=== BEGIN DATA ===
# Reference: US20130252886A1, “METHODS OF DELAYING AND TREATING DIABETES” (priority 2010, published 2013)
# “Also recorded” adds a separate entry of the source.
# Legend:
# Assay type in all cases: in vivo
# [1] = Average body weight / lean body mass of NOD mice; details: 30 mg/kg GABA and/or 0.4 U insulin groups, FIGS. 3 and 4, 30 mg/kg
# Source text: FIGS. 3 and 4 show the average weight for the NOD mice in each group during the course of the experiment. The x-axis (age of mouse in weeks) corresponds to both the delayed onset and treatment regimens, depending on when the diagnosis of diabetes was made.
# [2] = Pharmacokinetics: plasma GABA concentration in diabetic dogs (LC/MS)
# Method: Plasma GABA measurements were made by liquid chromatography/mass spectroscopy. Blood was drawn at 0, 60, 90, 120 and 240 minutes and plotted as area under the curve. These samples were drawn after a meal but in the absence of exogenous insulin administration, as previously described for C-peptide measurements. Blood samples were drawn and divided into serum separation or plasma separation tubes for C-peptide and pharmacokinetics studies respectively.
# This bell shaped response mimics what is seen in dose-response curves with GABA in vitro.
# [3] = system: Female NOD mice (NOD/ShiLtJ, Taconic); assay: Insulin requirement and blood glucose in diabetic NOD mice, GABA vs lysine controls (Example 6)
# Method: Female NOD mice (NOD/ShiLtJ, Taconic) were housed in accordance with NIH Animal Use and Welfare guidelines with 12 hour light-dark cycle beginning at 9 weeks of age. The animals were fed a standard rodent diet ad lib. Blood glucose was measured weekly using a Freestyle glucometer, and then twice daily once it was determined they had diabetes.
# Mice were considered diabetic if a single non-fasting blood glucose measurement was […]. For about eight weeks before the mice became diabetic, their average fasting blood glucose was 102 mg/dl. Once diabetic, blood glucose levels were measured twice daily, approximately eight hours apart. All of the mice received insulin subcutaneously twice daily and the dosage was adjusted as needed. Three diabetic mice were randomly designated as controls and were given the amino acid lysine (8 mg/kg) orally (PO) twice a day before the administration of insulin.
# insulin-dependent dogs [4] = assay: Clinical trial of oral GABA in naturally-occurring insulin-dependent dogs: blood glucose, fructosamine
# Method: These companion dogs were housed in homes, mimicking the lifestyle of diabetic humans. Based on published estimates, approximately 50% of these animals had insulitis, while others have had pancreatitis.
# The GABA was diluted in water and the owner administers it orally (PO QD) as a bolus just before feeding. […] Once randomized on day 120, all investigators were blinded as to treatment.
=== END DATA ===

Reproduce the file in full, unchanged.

# Reference: US20130252886A1, “METHODS OF DELAYING AND TREATING DIABETES” (priority 2010, published 2013)
# “Also recorded” adds a separate entry of the source.
# Legend:
# Assay type in all cases: in vivo
# [1] = Average body weight / lean body mass of NOD mice; details: 30 mg/kg GABA and/or 0.4 U insulin groups, FIGS. 3 and 4, 30 mg/kg
# Source text: FIGS. 3 and 4 show the average weight for the NOD mice in each group during the course of the experiment. The x-axis (age of mouse in weeks) corresponds to both the delayed onset and treatment regimens, depending on when the diagnosis of diabetes was made.
# [2] = Pharmacokinetics: plasma GABA concentration in diabetic dogs (LC/MS)
# Method: Plasma GABA measurements were made by liquid chromatography/mass spectroscopy. Blood was drawn at 0, 60, 90, 120 and 240 minutes and plotted as area under the curve. These samples were drawn after a meal but in the absence of exogenous insulin administration, as previously described for C-peptide measurements. Blood samples were drawn and divided into serum separation or plasma separation tubes for C-peptide and pharmacokinetics studies respectively.
# This bell shaped response mimics what is seen in dose-response curves with GABA in vitro.
# [3] = system: Female NOD mice (NOD/ShiLtJ, Taconic); assay: Insulin requirement and blood glucose in diabetic NOD mice, GABA vs lysine controls (Example 6)
# Method: Female NOD mice (NOD/ShiLtJ, Taconic) were housed in accordance with NIH Animal Use and Welfare guidelines with 12 hour light-dark cycle beginning at 9 weeks of age. The animals were fed a standard rodent diet ad lib. Blood glucose was measured weekly using a Freestyle glucometer, and then twice daily once it was determined they had diabetes.
# Mice were considered diabetic if a single non-fasting blood glucose measurement was […]. For about eight weeks before the mice became diabetic, their average fasting blood glucose was 102 mg/dl. Once diabetic, blood glucose levels were measured twice daily, approximately eight hours apart. All of the mice received insulin subcutaneously twice daily and the dosage was adjusted as needed. Three diabetic mice were randomly designated as controls and were given the amino acid lysine (8 mg/kg) orally (PO) twice a day before the administration of insulin.
# insulin-dependent dogs [4] = assay: Clinical trial of oral GABA in naturally-occurring insulin-dependent dogs: blood glucose, fructosamine
# Method: These companion dogs were housed in homes, mimicking the lifestyle of diabetic humans. Based on published estimates, approximately 50% of these animals had insulitis, while others have had pancreatitis.
# The GABA was diluted in water and the owner administers it orally (PO QD) as a bolus just before feeding. […] Once randomized on day 120, all investigators were blinded as to treatment.